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Weekly Q&As

Is a back-up contract a material fact?

Release Date: 03/28/2017

This email address is being protected from spambots. You need JavaScript enabled to view it., Martin & Gifford, PLLC

QUESTION: My client is under contract to buy a home in a popular neighborhood. During the due diligence period, we submitted a list of proposed repairs to the seller, and the seller refused all of them. My client told me to inform the seller that if he would not perform the repairs, then my client would terminate the contract. The listing agent responded by telling me that the seller had already accepted a back-up contract, and that if my buyer would like to terminate, the seller would just proceed with the back-up contract.

I confronted the listing agent because he never informed me of the back-up contract. The listing agent replied that the back-up contract is not a material fact and that he had no duty to disclose it. Is the listing agent correct?

ANSWER: In our opinion, the listing agent is correct in this situation. Generally speaking, a material fact is any important or relevant fact to the issue at hand. The North Carolina Real Estate Commission has stated that in real estate transactions, material facts fall into several categories: (1) significant facts about the property itself; (2) facts relating directly to the property, such as a pending zoning change; (3) facts concerning a contracting party’s ability to complete the transaction; and (4) facts that are known to be of special importance to a party. If a fact falls into one of these categories, then the fact is a material fact that must be disclosed to any party an agent deals with, even if the party is not represented by the agent.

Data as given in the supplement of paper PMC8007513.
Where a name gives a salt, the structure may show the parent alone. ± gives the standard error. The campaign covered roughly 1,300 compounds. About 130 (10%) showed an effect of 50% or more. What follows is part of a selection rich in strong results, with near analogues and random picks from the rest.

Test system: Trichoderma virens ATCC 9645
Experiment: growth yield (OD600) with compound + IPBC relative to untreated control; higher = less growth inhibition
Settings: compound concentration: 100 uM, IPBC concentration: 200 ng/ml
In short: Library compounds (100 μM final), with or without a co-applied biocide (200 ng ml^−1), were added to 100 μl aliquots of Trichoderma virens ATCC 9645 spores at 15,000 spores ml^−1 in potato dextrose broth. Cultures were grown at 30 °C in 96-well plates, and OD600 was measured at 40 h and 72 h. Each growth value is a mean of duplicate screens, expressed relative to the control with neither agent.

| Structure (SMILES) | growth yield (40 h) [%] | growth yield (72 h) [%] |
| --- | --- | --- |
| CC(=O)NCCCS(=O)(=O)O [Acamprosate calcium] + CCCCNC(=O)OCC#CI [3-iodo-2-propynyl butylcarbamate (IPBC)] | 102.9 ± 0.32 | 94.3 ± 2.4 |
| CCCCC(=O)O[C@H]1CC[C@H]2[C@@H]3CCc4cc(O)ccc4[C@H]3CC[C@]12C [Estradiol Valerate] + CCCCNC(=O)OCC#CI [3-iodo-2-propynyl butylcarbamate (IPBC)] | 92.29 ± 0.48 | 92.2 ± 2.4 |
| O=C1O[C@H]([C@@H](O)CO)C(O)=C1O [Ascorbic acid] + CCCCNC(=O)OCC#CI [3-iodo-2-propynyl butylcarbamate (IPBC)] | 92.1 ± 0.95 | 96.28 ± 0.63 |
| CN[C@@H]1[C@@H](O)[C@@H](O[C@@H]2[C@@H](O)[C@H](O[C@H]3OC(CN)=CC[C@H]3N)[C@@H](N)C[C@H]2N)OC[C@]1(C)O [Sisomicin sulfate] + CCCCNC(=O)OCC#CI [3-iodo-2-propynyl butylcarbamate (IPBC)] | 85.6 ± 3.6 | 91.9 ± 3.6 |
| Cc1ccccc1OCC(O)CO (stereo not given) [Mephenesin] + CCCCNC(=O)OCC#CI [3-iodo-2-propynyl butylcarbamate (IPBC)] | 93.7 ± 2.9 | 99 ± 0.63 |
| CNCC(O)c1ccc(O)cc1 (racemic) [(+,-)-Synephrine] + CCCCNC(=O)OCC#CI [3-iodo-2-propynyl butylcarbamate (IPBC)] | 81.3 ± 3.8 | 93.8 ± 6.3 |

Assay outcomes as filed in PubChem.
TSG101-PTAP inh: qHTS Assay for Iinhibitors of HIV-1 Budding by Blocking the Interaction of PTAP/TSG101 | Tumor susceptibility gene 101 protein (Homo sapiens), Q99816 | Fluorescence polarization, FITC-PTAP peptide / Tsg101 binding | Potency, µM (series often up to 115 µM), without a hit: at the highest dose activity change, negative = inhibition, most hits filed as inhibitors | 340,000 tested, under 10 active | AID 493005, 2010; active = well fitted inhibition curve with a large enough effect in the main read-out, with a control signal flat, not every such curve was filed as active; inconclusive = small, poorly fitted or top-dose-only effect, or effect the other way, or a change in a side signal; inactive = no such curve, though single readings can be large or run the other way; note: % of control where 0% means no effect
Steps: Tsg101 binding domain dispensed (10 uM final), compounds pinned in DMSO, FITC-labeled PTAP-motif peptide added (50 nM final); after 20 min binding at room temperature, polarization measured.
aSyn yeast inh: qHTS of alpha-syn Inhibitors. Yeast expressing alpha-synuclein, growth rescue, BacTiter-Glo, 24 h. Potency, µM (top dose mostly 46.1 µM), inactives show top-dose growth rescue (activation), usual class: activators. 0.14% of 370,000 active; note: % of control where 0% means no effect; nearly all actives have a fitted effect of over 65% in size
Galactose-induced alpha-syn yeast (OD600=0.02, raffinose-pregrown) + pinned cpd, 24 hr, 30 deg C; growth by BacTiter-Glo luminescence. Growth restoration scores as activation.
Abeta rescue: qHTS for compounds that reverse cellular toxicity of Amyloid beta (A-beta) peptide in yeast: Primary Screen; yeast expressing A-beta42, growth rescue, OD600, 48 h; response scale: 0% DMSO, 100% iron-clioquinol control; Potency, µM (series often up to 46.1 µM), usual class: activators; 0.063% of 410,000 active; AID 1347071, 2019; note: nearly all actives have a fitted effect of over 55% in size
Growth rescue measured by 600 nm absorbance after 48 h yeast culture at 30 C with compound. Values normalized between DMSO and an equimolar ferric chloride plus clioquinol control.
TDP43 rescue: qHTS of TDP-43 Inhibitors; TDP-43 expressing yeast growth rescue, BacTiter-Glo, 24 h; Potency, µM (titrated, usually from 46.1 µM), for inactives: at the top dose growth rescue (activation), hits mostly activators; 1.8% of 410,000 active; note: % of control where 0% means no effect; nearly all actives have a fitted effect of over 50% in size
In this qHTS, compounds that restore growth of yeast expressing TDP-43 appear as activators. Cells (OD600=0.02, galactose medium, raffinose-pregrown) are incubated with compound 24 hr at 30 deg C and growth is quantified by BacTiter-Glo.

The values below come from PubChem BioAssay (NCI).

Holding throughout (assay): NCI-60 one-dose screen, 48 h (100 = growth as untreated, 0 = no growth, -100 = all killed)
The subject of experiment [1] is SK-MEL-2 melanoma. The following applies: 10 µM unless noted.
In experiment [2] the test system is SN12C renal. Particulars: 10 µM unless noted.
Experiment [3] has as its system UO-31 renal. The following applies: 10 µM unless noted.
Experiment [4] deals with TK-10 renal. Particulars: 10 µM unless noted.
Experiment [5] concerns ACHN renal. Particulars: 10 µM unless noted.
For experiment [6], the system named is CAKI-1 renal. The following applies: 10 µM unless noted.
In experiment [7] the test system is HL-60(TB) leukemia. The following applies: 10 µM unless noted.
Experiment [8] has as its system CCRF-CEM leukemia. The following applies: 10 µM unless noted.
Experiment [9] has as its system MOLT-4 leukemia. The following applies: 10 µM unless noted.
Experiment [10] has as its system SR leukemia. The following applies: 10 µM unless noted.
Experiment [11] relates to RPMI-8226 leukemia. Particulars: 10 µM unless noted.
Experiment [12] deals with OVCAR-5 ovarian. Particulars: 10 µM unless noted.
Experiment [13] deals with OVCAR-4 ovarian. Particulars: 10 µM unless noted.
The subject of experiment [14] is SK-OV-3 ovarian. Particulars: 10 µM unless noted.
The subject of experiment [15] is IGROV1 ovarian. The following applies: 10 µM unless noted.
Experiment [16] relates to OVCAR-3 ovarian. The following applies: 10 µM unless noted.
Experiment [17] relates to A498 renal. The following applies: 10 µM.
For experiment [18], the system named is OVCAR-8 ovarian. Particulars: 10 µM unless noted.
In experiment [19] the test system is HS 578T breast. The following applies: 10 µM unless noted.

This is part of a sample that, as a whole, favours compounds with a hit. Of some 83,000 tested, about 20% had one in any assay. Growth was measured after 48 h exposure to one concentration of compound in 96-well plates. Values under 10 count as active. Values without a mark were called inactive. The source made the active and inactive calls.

NC REALTORS®’ Back-Up Contract Addendum (Form 2A1-T) states: “It is a condition of this Back-up Contract that the Primary Contract is terminated as described below before Buyer and Seller shall be obligated to perform under this Back-up Contract.” Accordingly, a back-up contract can only become effective if the primary contract fails to close. Since the back-up contract does not affect the property itself or limit a seller’s ability to complete the transaction, it is not a material fact that would need to be disclosed to a buyer.

 

NC REALTORS® provides articles on legal topics as a member service. They are general statements of applicable legal and ethical principles for member education only. They do not constitute legal advice. The services of a private attorney should be sought for legal advice.

© Copyright  2017. North Carolina Association of REALTORS®, Inc. This article is intended solely for the benefit of NC REALTORS® members, who may reproduce and distribute it to other NC REALTORS® members and their clients, provided it is reproduced in its entirety without any change to its format or content, including disclaimer and copyright notice, and provided that any such reproduction is not intended for monetary gain. Any unauthorized reproduction, use or distribution is prohibited.